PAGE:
Here’s news to warm Scrooge’s heart. Americans who have the most are giving more – to themselves.
Even as the income inequality gap yawns wider, the wealthiest Americans have reduced the percentage of income they give to charity while the poor and middle class are giving more. Between 2006 and 2012, top earners reduced the percentage of income they gave to charity by 4.6 percent while those earning less than $100,000 donated 4.5 percent more of their income, according to an analysis of IRS data conducted by the Chronicle of Philanthropy.
The shift may not be as simple as a divergence between the stingy rich and the generosity of everyone else. For one, incomes of the nation’s highest earners have soared, meaning that even a cut in percentage can still produce an increase in dollars contributed. Donations from wealthier Americans increased $4.6 billion, adjusted for inflation, to $77.5 billion between 2006 and 2012, Forbes reported. However, the collective wealth of Americans in the Forbes 400 grew by $1.04 trillion in that period.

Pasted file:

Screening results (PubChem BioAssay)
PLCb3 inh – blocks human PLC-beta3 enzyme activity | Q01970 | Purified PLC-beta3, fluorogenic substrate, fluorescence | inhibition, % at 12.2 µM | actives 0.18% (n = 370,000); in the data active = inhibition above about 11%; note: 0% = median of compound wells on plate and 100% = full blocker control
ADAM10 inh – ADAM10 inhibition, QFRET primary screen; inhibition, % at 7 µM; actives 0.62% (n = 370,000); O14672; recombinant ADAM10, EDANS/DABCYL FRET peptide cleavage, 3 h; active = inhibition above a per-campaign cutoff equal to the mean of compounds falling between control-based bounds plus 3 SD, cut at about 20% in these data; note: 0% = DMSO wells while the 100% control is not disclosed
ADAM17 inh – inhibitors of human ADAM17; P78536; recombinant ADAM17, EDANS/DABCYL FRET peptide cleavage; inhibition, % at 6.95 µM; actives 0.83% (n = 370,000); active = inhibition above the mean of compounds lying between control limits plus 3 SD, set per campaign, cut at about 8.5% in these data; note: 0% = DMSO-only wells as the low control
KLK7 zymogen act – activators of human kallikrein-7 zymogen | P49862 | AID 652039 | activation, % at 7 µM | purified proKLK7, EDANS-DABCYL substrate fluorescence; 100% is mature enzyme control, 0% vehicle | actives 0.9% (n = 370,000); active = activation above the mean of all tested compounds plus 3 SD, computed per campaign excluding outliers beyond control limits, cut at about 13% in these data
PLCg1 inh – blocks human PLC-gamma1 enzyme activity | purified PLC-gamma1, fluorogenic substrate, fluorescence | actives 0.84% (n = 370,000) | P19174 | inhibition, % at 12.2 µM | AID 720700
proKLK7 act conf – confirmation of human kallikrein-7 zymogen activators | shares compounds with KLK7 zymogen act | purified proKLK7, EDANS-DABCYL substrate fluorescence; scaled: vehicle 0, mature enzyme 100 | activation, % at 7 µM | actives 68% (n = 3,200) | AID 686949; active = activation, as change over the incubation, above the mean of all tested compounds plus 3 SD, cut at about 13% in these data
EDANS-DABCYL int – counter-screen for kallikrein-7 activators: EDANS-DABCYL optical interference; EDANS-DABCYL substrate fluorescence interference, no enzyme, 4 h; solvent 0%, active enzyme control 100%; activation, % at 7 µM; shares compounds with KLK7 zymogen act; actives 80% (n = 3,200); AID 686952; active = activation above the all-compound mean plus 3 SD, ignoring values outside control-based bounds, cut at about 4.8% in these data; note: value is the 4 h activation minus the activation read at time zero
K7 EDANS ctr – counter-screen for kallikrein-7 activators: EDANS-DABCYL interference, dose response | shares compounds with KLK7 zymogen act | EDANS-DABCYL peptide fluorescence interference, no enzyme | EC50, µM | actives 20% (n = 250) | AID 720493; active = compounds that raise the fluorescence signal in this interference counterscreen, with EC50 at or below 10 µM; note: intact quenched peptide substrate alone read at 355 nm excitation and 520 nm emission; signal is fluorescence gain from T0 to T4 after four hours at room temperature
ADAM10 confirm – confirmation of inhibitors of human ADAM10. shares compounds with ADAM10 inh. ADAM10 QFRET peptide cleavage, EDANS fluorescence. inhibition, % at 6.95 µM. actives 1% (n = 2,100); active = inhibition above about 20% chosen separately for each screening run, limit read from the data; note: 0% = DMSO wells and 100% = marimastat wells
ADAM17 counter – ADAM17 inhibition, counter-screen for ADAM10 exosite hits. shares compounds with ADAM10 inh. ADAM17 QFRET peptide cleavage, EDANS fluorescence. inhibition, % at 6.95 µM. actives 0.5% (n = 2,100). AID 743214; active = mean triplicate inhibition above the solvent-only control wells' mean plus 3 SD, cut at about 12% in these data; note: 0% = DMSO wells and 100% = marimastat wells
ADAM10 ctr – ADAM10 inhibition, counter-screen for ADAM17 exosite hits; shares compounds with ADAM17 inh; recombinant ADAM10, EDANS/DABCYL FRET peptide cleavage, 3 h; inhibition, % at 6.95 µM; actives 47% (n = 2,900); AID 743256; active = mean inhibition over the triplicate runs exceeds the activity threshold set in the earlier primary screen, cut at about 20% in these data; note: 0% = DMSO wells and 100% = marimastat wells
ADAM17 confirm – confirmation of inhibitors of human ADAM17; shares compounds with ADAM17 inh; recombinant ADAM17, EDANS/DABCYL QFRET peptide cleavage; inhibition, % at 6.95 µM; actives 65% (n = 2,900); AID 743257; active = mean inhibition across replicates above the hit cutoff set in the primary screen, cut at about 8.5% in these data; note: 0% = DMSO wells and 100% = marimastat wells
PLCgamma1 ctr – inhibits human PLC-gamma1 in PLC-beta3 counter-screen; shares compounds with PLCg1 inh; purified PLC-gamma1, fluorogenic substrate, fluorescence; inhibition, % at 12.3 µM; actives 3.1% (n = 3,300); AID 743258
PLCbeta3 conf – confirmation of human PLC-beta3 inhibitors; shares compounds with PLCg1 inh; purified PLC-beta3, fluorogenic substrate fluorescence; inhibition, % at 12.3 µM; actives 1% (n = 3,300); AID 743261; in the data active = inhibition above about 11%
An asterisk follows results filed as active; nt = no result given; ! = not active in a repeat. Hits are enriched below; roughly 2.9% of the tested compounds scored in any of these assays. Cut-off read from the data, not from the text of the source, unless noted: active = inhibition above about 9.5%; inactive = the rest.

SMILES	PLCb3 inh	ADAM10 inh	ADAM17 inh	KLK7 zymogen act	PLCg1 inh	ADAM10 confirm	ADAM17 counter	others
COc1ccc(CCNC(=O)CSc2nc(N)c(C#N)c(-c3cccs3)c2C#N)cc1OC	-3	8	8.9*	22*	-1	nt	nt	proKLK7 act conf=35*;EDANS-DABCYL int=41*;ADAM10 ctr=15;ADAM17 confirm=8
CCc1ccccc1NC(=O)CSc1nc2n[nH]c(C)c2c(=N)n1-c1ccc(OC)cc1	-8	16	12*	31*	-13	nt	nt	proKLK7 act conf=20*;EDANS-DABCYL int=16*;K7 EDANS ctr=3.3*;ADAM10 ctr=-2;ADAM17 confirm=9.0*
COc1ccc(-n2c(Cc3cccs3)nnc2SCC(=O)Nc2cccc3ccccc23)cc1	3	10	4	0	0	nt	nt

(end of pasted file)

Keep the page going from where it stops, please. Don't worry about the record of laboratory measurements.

Some giving by the wealthy may be affected by changes in tax law or the rich may be giving from resources other than their incomes. Still, it’s discouraging that the bonanza enjoyed by the upper crust in a time of flat wages for the working class isn’t translating into giving a greater share to charity.
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Now that many of the well-off regard paying taxes as a government confiscation rather than a civic duty, it’s not surprising that they may be less inclined to feel a charitable obligation to civic betterment or the needs of their fellow man.
Still, there is good and heartening news in the Chronicle’s report that those with less are giving more. That is the highest form of charity – to give from one’s need rather than from one’s excess. Perhaps the lean years since the Great Recession hit have reminded more Americans of their vulnerabilities and softened their attitudes toward others in need.
The Chronicle’s editor, Stacy Palmer, told Forbes that, “Lower and middle-income people know people who lost their jobs or are homeless, and they worry that they themselves are a day away from losing their jobs. They’re very sensitive to the needs of other people and recognize that these years have been hard.”